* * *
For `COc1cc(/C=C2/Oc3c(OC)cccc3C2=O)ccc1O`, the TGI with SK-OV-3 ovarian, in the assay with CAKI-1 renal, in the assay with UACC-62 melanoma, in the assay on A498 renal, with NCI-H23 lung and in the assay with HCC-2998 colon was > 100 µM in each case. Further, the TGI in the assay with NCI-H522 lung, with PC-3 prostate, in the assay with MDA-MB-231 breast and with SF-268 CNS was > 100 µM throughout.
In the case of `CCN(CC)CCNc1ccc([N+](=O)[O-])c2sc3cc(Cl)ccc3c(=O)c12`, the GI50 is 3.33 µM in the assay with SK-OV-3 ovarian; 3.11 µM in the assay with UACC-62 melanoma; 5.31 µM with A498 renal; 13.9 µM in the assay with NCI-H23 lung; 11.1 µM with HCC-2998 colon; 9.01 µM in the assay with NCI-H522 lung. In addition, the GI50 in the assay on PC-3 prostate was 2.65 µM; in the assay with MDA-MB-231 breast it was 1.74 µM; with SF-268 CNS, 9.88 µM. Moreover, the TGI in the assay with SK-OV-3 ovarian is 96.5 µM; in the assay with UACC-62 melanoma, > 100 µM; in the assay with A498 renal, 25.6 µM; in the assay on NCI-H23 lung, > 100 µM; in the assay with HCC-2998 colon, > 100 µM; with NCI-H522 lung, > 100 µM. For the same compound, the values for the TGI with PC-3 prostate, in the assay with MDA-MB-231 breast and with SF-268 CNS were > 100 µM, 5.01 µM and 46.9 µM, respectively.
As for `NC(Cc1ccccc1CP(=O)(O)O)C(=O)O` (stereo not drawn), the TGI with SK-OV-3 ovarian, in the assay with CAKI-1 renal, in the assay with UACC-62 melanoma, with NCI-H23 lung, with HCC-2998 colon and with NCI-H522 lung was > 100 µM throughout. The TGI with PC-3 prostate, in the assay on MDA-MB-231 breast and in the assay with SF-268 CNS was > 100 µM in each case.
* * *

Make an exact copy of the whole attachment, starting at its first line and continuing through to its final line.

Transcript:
For `COc1cc(/C=C2/Oc3c(OC)cccc3C2=O)ccc1O`, the TGI with SK-OV-3 ovarian, in the assay with CAKI-1 renal, in the assay with UACC-62 melanoma, in the assay on A498 renal, with NCI-H23 lung and in the assay with HCC-2998 colon was > 100 µM in each case. Further, the TGI in the assay with NCI-H522 lung, with PC-3 prostate, in the assay with MDA-MB-231 breast and with SF-268 CNS was > 100 µM throughout.
In the case of `CCN(CC)CCNc1ccc([N+](=O)[O-])c2sc3cc(Cl)ccc3c(=O)c12`, the GI50 is 3.33 µM in the assay with SK-OV-3 ovarian; 3.11 µM in the assay with UACC-62 melanoma; 5.31 µM with A498 renal; 13.9 µM in the assay with NCI-H23 lung; 11.1 µM with HCC-2998 colon; 9.01 µM in the assay with NCI-H522 lung. In addition, the GI50 in the assay on PC-3 prostate was 2.65 µM; in the assay with MDA-MB-231 breast it was 1.74 µM; with SF-268 CNS, 9.88 µM. Moreover, the TGI in the assay with SK-OV-3 ovarian is 96.5 µM; in the assay with UACC-62 melanoma, > 100 µM; in the assay with A498 renal, 25.6 µM; in the assay on NCI-H23 lung, > 100 µM; in the assay with HCC-2998 colon, > 100 µM; with NCI-H522 lung, > 100 µM. For the same compound, the values for the TGI with PC-3 prostate, in the assay with MDA-MB-231 breast and with SF-268 CNS were > 100 µM, 5.01 µM and 46.9 µM, respectively.
As for `NC(Cc1ccccc1CP(=O)(O)O)C(=O)O` (stereo not drawn), the TGI with SK-OV-3 ovarian, in the assay with CAKI-1 renal, in the assay with UACC-62 melanoma, with NCI-H23 lung, with HCC-2998 colon and with NCI-H522 lung was > 100 µM throughout. The TGI with PC-3 prostate, in the assay on MDA-MB-231 breast and in the assay with SF-268 CNS was > 100 µM in each case.